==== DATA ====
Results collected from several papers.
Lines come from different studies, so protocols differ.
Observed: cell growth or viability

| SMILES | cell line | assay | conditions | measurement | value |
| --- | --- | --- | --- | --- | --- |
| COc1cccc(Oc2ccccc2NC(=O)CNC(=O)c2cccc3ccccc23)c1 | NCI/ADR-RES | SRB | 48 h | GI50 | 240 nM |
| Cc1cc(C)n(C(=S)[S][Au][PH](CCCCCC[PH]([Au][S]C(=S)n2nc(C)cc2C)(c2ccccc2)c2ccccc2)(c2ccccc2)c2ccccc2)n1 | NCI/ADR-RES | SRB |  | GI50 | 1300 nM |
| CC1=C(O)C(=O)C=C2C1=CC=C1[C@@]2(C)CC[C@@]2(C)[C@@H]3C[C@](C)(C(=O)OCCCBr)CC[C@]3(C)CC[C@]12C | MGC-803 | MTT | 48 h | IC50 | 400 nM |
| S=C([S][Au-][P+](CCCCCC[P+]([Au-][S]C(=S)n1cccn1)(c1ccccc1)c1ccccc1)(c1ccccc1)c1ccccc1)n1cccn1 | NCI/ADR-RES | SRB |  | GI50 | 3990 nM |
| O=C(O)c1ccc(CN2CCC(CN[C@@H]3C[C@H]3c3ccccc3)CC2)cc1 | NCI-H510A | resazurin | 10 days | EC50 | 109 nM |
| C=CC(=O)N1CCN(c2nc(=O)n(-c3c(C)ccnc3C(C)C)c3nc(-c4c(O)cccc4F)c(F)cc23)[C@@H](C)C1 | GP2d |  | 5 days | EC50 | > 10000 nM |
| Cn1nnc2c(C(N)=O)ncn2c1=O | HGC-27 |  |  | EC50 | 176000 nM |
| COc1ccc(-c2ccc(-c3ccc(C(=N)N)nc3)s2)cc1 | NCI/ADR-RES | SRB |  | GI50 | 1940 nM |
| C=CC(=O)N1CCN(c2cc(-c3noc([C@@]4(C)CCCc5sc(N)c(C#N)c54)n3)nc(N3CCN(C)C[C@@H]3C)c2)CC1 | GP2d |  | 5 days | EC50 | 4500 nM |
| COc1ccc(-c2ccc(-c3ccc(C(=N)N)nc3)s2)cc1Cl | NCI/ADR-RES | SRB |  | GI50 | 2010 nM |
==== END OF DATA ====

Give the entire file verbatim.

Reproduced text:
Results collected from several papers.
Lines come from different studies, so protocols differ.
Observed: cell growth or viability

| SMILES | cell line | assay | conditions | measurement | value |
| --- | --- | --- | --- | --- | --- |
| COc1cccc(Oc2ccccc2NC(=O)CNC(=O)c2cccc3ccccc23)c1 | NCI/ADR-RES | SRB | 48 h | GI50 | 240 nM |
| Cc1cc(C)n(C(=S)[S][Au][PH](CCCCCC[PH]([Au][S]C(=S)n2nc(C)cc2C)(c2ccccc2)c2ccccc2)(c2ccccc2)c2ccccc2)n1 | NCI/ADR-RES | SRB |  | GI50 | 1300 nM |
| CC1=C(O)C(=O)C=C2C1=CC=C1[C@@]2(C)CC[C@@]2(C)[C@@H]3C[C@](C)(C(=O)OCCCBr)CC[C@]3(C)CC[C@]12C | MGC-803 | MTT | 48 h | IC50 | 400 nM |
| S=C([S][Au-][P+](CCCCCC[P+]([Au-][S]C(=S)n1cccn1)(c1ccccc1)c1ccccc1)(c1ccccc1)c1ccccc1)n1cccn1 | NCI/ADR-RES | SRB |  | GI50 | 3990 nM |
| O=C(O)c1ccc(CN2CCC(CN[C@@H]3C[C@H]3c3ccccc3)CC2)cc1 | NCI-H510A | resazurin | 10 days | EC50 | 109 nM |
| C=CC(=O)N1CCN(c2nc(=O)n(-c3c(C)ccnc3C(C)C)c3nc(-c4c(O)cccc4F)c(F)cc23)[C@@H](C)C1 | GP2d |  | 5 days | EC50 | > 10000 nM |
| Cn1nnc2c(C(N)=O)ncn2c1=O | HGC-27 |  |  | EC50 | 176000 nM |
| COc1ccc(-c2ccc(-c3ccc(C(=N)N)nc3)s2)cc1 | NCI/ADR-RES | SRB |  | GI50 | 1940 nM |
| C=CC(=O)N1CCN(c2cc(-c3noc([C@@]4(C)CCCc5sc(N)c(C#N)c54)n3)nc(N3CCN(C)C[C@@H]3C)c2)CC1 | GP2d |  | 5 days | EC50 | 4500 nM |
| COc1ccc(-c2ccc(-c3ccc(C(=N)N)nc3)s2)cc1Cl | NCI/ADR-RES | SRB |  | GI50 | 2010 nM |